These representations can then be used to compute theoretical ratings for movies that an individual may not have seen before. In the end, this manifests as “people who purchased winter boots also purchased cold medicine.” 
This approach differs from content-based filtering mentioned above in that the recommended item is not suggested because it is necessarily similar to the original item, but because patterns of human behavior suggest commonality.

Can Collaborative Filtering Be Used With Implicit Feedback?

Continuing the rating example from above, how do users that don’t bother to rate movies or products still receive valuable recommendations? While explicit ratings are great, they are also rare. Therefore, companies may use the collaborative filtering technique with implicit ratings and feedback, as well.
Implicit feedback refers to the idea that you can infer what a person thinks about a product based on their behavior. Engagements like clicking on an item, time spent on a product page, purchasing an item, watching five minutes of an episode, or binging the entire season form the basis of implicit ratings.
Mathematically transforming information about how a person interacts with a product can serve as a stand-in for ratings, although with some assumptions baked in. For example, if someone bought an item, the assumption is that they must like the item. Or if someone watches three seasons of a show, the assumption is not that they fell asleep with auto-play on. While these assumptions may not always be accurate, with the large volumes of data common in streaming media or e-commerce, clear trends still emerge.

What Are the Risks or Biases Associated With Using Recommender Systems?

While recommender systems can be very powerful, they are not without potential pitfalls
One big risk is that by using like to recommend like, suggestions can fall into a silo. At best, this causes recommendations to be boring. At worst, recommendations can reflect social bias or discrimination present in the underlying dataset.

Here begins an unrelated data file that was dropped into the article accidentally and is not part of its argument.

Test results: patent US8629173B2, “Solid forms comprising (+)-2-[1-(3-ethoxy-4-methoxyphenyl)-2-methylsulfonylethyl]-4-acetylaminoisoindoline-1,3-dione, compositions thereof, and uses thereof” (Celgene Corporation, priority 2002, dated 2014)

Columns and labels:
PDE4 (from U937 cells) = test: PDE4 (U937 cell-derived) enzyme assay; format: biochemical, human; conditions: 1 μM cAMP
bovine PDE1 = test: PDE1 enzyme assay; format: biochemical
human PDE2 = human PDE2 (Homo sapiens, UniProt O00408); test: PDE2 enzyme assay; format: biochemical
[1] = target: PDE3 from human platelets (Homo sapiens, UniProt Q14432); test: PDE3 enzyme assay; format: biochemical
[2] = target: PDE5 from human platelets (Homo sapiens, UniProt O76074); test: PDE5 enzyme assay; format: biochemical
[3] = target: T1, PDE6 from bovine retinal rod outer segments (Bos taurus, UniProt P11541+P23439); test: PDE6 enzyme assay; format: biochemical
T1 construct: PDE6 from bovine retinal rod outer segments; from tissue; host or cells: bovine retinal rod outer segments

Siloing can be due to limitations in content-based filtering or due to the predictability and stereotypy of human behavior. People who watch one horror movie probably watch multiple horror movies. Pretty soon, the algorithms are only recommending horror movies. 
Human bias can also be reflected if the system’s AI strategy is not carefully considered. For example, using a recommender system without additional modification to suggest college classes may recommend engineering classes to male students and early childhood education classes to female students—based on gender-biased enrollment patterns. 
That said, there are statistical and mathematical steps one can build into the AI design to avoid pigeonholing. A truly effective and responsible recommender system involves a component to identify and address bias and siloing.
Ultimately, the next time you are wondering how Amazon knows what shoes you like, or Netflix plans the perfect Friday evening, you have a recommender system to thank. 

What Other AI Questions Would You Like Answered? 

If there is an AI concept that you would like to see explained, submit your questions here and we’d be happy to write about them.
We also send a once-per-month email that includes answers to readers’ most asked questions and helpful resources around AI strategy, ethical and responsible AI, and valuable insights from AI experts themselves. Subscribe to our Voices of Trusted AI monthly digest for reputable information and actionable tips about designing AI that you, and your stakeholders, can trust.
Editor’s note: This post was originally published in 2020 and has been updated and republished. 

voices of trusted AI email digest